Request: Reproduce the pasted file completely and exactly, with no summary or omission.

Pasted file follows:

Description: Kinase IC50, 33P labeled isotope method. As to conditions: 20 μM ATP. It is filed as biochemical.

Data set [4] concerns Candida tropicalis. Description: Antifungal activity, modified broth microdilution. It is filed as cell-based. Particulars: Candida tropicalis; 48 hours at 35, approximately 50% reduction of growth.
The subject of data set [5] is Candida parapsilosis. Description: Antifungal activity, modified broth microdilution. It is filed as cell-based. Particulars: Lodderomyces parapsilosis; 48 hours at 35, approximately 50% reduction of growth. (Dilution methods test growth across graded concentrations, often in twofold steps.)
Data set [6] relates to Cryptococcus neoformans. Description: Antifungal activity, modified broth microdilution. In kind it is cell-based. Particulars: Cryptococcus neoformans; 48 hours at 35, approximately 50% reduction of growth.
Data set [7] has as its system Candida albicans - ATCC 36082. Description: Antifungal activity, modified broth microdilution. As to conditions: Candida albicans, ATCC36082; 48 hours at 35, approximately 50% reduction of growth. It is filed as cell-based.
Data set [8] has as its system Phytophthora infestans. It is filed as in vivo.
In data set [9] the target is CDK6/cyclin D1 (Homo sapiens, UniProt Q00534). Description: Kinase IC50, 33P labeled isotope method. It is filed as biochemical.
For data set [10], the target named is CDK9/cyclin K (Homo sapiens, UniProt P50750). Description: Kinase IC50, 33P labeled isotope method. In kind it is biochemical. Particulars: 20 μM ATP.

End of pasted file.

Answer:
Description: Kinase IC50, 33P labeled isotope method. As to conditions: 20 μM ATP. It is filed as biochemical.

Data set [4] concerns Candida tropicalis. Description: Antifungal activity, modified broth microdilution. It is filed as cell-based. Particulars: Candida tropicalis; 48 hours at 35, approximately 50% reduction of growth.
The subject of data set [5] is Candida parapsilosis. Description: Antifungal activity, modified broth microdilution. It is filed as cell-based. Particulars: Lodderomyces parapsilosis; 48 hours at 35, approximately 50% reduction of growth. (Dilution methods test growth across graded concentrations, often in twofold steps.)
Data set [6] relates to Cryptococcus neoformans. Description: Antifungal activity, modified broth microdilution. In kind it is cell-based. Particulars: Cryptococcus neoformans; 48 hours at 35, approximately 50% reduction of growth.
Data set [7] has as its system Candida albicans - ATCC 36082. Description: Antifungal activity, modified broth microdilution. As to conditions: Candida albicans, ATCC36082; 48 hours at 35, approximately 50% reduction of growth. It is filed as cell-based.
Data set [8] has as its system Phytophthora infestans. It is filed as in vivo.
In data set [9] the target is CDK6/cyclin D1 (Homo sapiens, UniProt Q00534). Description: Kinase IC50, 33P labeled isotope method. It is filed as biochemical.
For data set [10], the target named is CDK9/cyclin K (Homo sapiens, UniProt P50750). Description: Kinase IC50, 33P labeled isotope method. In kind it is biochemical. Particulars: 20 μM ATP.